The awareness individuals have about how language is used and learnt, or their metalinguistic awareness, increases with exposure to and experience with foreign languages. This experience gives bilinguals an enhanced knowledge of language as a systematic procedure and allows them to reflect on their usage and become aware of inconsistencies and mistakes faster than their monolingual counterparts (Jessner, 1999). Bilinguals who have acquired L2 after childhood also have a set of skills and experiences that are more relevant to language learning than monolinguals. Ringbom (1987) uses this concept to explain the reasons behind why his results showed that bilingual Finnish-Swedish individuals were better at learning English than monolingual Finnish speakers. There are many studies that support that the effects of becoming bilingual have positive consequences on the speed and ease of acquiring a third language (Keshavarz, 2004) (Jessner, 1999) (Ringbom, 1987). In the process of third language acquisition bilinguals are therefo...
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...stulated that the presumption that Latinate Spanish is more similar to Italian and French than Germanic English resulted in the choice to transfer linguistic knowledge from Spanish, whether it helps or hinders acquisition. This study shows that proximity in linguistic typology is a dominant factor in the determination of whether to use L1 or L2 as a base for leaning L3.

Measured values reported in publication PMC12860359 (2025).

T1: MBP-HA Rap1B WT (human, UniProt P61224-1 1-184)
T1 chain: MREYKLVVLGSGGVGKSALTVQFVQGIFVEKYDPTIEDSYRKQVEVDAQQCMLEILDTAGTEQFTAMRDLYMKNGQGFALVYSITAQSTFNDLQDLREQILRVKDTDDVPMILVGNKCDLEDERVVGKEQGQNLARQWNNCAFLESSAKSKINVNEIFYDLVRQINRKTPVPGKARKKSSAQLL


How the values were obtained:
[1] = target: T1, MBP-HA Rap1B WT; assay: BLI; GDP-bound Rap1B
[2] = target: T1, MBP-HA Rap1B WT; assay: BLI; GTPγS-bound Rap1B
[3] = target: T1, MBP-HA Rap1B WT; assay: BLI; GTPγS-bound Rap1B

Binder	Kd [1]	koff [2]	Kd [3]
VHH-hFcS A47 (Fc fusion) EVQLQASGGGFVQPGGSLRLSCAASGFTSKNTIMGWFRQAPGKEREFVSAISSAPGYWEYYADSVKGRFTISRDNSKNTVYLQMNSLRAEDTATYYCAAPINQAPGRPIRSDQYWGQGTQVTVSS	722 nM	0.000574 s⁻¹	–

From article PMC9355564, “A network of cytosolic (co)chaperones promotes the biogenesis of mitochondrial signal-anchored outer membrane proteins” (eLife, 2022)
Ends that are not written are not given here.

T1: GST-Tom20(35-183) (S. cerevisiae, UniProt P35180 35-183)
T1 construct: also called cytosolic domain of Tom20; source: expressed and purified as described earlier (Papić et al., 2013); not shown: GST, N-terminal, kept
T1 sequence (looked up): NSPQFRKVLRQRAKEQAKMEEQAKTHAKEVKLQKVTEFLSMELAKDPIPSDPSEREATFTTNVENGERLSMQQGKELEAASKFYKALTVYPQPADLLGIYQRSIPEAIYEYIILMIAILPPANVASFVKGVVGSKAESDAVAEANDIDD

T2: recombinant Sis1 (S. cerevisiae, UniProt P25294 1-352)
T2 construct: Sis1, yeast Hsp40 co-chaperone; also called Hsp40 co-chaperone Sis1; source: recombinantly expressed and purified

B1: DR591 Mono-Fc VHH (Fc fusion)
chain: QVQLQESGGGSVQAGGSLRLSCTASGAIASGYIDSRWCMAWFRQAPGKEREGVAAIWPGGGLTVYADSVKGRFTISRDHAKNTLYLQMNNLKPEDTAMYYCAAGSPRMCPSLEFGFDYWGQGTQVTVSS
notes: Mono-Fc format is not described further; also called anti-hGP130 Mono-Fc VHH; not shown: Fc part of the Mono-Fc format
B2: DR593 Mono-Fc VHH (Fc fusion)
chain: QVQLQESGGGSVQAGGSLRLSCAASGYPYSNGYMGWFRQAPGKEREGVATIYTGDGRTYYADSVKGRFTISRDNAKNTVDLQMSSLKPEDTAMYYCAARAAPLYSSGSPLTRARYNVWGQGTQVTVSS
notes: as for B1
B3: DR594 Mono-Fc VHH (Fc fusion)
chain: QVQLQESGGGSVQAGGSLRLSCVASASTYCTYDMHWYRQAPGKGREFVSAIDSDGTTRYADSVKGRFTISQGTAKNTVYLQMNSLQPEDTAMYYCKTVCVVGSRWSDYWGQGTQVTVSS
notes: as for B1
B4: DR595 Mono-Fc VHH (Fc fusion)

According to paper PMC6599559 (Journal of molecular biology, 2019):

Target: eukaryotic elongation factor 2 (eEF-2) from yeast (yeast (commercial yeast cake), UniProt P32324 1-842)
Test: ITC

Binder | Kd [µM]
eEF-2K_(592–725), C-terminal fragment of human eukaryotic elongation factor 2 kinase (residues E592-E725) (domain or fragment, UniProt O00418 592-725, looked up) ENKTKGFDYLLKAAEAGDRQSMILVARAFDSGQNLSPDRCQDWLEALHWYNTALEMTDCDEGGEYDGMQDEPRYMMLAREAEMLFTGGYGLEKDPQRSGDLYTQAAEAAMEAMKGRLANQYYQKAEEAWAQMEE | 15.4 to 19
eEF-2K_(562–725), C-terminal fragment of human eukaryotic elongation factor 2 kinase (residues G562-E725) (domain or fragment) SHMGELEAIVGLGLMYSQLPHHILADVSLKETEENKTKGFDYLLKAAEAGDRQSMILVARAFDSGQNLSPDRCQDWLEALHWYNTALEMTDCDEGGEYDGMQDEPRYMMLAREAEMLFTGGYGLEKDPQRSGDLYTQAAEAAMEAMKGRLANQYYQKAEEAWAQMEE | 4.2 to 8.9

However it is only clear that this is the main force behind the implicit choice of which language to base L3 upon, when one of the languages is, to the learner, distinctly more similar to the L3 than the other. (Rothman, 2010) (Hammarberg, 2001) In situations where it is not possible for an individual to determine whether L1 or L2 is closer in typology to L3, there is no impact of this factor on which language is used for cross-linguistic transfer. This would occur when the typology of L1, L2 and L3
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